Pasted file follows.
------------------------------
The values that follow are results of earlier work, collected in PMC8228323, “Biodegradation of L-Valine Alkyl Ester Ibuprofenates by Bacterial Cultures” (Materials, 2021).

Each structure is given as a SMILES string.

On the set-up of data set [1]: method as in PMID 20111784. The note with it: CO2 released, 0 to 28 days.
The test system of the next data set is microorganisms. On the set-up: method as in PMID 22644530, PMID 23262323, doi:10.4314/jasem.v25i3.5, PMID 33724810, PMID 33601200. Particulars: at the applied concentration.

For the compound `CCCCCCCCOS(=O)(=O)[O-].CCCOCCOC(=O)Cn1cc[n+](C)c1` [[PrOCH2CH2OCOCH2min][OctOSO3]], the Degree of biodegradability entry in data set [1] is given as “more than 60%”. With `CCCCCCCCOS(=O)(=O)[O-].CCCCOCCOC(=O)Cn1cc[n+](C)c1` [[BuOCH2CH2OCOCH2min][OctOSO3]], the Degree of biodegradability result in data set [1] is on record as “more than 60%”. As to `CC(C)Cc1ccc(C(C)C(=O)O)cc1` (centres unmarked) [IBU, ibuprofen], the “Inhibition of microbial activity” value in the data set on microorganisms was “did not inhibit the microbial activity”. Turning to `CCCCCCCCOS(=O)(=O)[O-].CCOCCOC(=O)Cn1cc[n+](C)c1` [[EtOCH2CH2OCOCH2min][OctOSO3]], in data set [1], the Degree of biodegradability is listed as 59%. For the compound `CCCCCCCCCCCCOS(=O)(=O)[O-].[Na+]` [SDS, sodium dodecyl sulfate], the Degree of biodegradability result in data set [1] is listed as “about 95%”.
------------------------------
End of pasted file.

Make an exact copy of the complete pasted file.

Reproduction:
The values that follow are results of earlier work, collected in PMC8228323, “Biodegradation of L-Valine Alkyl Ester Ibuprofenates by Bacterial Cultures” (Materials, 2021).

Each structure is given as a SMILES string.

On the set-up of data set [1]: method as in PMID 20111784. The note with it: CO2 released, 0 to 28 days.
The test system of the next data set is microorganisms. On the set-up: method as in PMID 22644530, PMID 23262323, doi:10.4314/jasem.v25i3.5, PMID 33724810, PMID 33601200. Particulars: at the applied concentration.

For the compound `CCCCCCCCOS(=O)(=O)[O-].CCCOCCOC(=O)Cn1cc[n+](C)c1` [[PrOCH2CH2OCOCH2min][OctOSO3]], the Degree of biodegradability entry in data set [1] is given as “more than 60%”. With `CCCCCCCCOS(=O)(=O)[O-].CCCCOCCOC(=O)Cn1cc[n+](C)c1` [[BuOCH2CH2OCOCH2min][OctOSO3]], the Degree of biodegradability result in data set [1] is on record as “more than 60%”. As to `CC(C)Cc1ccc(C(C)C(=O)O)cc1` (centres unmarked) [IBU, ibuprofen], the “Inhibition of microbial activity” value in the data set on microorganisms was “did not inhibit the microbial activity”. Turning to `CCCCCCCCOS(=O)(=O)[O-].CCOCCOC(=O)Cn1cc[n+](C)c1` [[EtOCH2CH2OCOCH2min][OctOSO3]], in data set [1], the Degree of biodegradability is listed as 59%. For the compound `CCCCCCCCCCCCOS(=O)(=O)[O-].[Na+]` [SDS, sodium dodecyl sulfate], the Degree of biodegradability result in data set [1] is listed as “about 95%”.